Gravity Meets Apollo 13
Going some way towards redeeming himself after the visually opulent but narratively flawed Prometheus, Ridley Scott keeps things a whole lot more simple with this space survival drama.Despite being one of the best sci-fi films of 2015, The Martian isn’t even as grounded in the genre as Interstellar and is far more Gravity in its documentary-style depiction of these fictional events that take place when an astronaut is stranded on Mars. Indeed, in 50 years time, future generations would likely be forgiven for thinking this was based on a true story, such is the Apollo 13-style plotting. Right from its Alien-esque opening credits, it is apparent that Scott has gone for a more Spartan approach to his latest epic, allowing both the bestselling novel’s narrative and the grand red planet’s striking landscape to speak for themselves, without fanfare or flourish. He works wonders with the tale, building off a first act tailspin that posits our hero, Mark Watney, in an impossible situation 140 million miles from home.Further reminding us of Gravity in that Matt Damon’s Watney could have easily been a younger version of Clooney’s seasoned veteran in the former film (or, indeed, of Redford’s protagonist in the similarly-themed underrated gem, All is Lost), there’s a fine balance of intelligence and humanity that he brings to the role, of die-hard determination and pragmatic matter-of-factness. Perhaps the wit (controversially winning Best Comedy at the Golden Globes) gives the piece a lighter tone than Cuaron’s modern masterpiece – which was essentially just 90 minutes of sheer breathless tension – but Scott is always ready to bring suspense back to the fore as Watney struggles through one obstacle only for the briefest reprieve before the next. The Martian is an accomplished piece of filmmaking from Scott, who is on strong form here.
Picture QualityHitting Region Free UK Blu-ray complete with an excellent 1080p/AVC-encoded High Definition video presentation, framed in the film's original theatrical aspect ratio of 2.40:1 widescreen, The Martian effortlessly blends a near-documentary-style approach to the material with some breathtakingly epic, faux Mars horizons, in traditionally orange/gold hues. Clarity is resoundingly good, particularly in these wide open vistas, and only varies across the array of various visual formats adopted here (for example, the video logs, with their tech overlays - and, even then, not in an appreciably bad way).
The Martian's visual opulence brings the red planet to life.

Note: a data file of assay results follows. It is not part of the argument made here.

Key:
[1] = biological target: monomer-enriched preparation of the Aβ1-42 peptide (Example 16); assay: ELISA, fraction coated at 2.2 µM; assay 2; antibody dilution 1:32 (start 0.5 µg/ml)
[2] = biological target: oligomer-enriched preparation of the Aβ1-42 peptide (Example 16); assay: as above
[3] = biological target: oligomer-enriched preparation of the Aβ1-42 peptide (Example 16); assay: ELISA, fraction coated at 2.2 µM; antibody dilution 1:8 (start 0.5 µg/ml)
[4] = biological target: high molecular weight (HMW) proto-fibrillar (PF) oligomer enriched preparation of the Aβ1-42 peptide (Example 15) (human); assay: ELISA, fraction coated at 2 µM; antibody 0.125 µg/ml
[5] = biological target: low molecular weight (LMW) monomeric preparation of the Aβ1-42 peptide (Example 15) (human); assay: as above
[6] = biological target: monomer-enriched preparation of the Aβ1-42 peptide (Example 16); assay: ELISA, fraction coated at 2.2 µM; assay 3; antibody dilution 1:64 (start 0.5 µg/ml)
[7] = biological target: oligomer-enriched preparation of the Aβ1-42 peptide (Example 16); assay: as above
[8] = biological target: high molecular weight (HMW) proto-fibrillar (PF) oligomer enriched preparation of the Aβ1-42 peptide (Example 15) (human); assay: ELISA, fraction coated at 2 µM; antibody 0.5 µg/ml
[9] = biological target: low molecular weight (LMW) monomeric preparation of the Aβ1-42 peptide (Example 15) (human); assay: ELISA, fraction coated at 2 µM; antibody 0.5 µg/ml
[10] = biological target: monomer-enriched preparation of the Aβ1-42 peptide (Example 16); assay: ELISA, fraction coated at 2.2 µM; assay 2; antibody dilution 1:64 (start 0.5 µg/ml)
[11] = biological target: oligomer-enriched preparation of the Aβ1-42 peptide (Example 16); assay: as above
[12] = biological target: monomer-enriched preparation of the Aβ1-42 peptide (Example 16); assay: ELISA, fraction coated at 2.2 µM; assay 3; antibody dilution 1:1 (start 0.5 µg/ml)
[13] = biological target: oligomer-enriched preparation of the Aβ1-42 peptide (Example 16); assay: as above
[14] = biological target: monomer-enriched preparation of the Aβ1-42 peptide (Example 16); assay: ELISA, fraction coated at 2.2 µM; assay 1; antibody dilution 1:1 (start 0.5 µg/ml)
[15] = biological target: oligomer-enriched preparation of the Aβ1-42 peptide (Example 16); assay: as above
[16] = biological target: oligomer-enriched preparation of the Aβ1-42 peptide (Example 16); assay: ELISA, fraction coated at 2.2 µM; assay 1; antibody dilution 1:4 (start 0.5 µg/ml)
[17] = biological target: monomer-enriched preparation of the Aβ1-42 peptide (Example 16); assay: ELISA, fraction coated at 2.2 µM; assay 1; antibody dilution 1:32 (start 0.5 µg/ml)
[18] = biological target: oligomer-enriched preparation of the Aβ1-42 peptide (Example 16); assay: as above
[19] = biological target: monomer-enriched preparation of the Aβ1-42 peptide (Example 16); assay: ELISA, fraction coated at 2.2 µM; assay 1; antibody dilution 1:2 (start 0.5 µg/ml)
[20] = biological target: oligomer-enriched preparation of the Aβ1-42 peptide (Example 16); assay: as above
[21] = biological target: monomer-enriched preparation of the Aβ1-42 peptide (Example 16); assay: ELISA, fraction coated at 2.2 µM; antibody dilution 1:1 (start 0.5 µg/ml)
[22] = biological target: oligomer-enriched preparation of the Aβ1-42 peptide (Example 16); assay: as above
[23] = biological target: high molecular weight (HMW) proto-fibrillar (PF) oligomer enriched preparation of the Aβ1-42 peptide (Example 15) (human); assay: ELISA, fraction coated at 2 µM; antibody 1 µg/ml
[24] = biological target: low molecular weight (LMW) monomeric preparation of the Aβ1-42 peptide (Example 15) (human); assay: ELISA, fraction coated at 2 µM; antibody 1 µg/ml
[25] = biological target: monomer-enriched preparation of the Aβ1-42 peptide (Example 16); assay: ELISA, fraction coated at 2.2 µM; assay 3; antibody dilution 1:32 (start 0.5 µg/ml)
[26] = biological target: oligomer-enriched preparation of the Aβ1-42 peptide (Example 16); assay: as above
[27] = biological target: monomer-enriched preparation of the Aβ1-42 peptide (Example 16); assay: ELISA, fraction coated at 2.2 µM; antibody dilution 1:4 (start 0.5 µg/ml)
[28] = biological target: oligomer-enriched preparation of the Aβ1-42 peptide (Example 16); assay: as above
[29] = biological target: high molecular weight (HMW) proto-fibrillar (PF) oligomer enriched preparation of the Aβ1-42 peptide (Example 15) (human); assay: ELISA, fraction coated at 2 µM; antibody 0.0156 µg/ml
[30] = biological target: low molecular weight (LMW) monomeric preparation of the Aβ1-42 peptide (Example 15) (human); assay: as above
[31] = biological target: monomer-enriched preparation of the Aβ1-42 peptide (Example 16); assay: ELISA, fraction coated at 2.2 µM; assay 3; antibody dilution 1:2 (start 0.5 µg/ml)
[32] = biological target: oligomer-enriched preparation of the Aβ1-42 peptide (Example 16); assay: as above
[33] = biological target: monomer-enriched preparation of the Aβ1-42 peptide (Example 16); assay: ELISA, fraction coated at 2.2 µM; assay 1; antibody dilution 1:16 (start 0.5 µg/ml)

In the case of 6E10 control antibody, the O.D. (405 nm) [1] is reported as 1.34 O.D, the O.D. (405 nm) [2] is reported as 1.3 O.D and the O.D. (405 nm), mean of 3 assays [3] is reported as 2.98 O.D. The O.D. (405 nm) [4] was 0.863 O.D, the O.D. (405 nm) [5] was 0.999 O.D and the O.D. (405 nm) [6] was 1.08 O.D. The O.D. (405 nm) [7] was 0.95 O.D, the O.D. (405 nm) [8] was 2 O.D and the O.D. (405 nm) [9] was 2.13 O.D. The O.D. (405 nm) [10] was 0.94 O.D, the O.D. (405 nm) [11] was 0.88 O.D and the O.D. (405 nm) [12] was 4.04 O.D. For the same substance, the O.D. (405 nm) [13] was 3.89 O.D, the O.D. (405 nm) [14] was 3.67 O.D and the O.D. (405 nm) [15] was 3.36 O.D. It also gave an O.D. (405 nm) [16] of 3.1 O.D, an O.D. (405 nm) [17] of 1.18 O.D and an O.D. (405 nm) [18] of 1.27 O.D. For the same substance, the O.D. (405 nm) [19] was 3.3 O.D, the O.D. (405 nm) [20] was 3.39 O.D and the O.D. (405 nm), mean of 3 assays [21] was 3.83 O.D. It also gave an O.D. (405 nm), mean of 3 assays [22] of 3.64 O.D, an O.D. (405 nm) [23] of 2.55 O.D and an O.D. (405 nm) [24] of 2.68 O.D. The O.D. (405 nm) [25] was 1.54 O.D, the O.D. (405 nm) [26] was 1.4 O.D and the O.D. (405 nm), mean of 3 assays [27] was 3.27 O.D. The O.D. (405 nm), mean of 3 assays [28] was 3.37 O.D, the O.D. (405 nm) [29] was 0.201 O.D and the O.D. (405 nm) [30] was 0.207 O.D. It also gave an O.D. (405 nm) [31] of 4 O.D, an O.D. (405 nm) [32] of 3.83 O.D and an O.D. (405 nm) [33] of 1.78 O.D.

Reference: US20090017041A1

The colour scheme, understandably skewed to cool whites and blues for the inner workings of the space labs and NASA research facilities, and hot oranges and golds for the barren red planet itself, remains rich and refined; and boasts some deep black levels that remain strong (except perhaps in a couple of shots back home) and round out what is a visual feast and an excellent video presentation that runs just shy of reference perfection.
Sound QualityBoasting an excellent DTS-HD Master Audio 7.1 track, The Martian promotes clear and coherent dialogue, largely dominating the fronts and centre channels for the majority of the runtime (with a suitably slightly muffled video blog sound quality, which never impinges upon coherence but gives those segments the added quality of a recorded piece) whilst the effects and score are the elements that truly ignite the soundstage and bring your living room to life.
The Martian's stunning surround track also breathes life into this barren environment.
Finely observational, the Mars environment with its howling winds and punishing sandstorms batters at your living room walls, and sweeps all the way around you, expertly disseminated across the array, whilst rockets and explosions thrum underfoot; whilst beeping and an electronic hum remind us of the perpetual technological side to things within the labs. The score isn't exactly memorable, but allows for some pervasive backing to the events, and engages in all the key moments. Overall, easily reference material, this is an outstanding track.
Blu-ray ExtrasWith only a couple of actual Behind the Scenes Featurettes, the majority of The Martian’s additional material boils down to a series of faux documentaries and video blogs from the cast, in character. The two dedicated featurettes look behind the story and direction, and the casting and (rather specifically) spacesuit design, whilst a series of extended Mark Watney blogs (both by and about him) feature the cast, including Damon, in character, talking about their mission, and the space projects. The disc is rounded off by an extended Art Gallery and a Trailer.
The Martian is also available in 3D, and with a Steelbook package that is similarly 3D-focused.
Blu-ray VerdictA very impressive return to form for Scott, landing with a very impressive Blu-ray release.
Excellent video and audio, a nice little selection of extras, and the option to go 3D or Steelbook, should your set-up/predilections dictate, leave The Martian a must-have on Blu-ray. It comes highly recommended.
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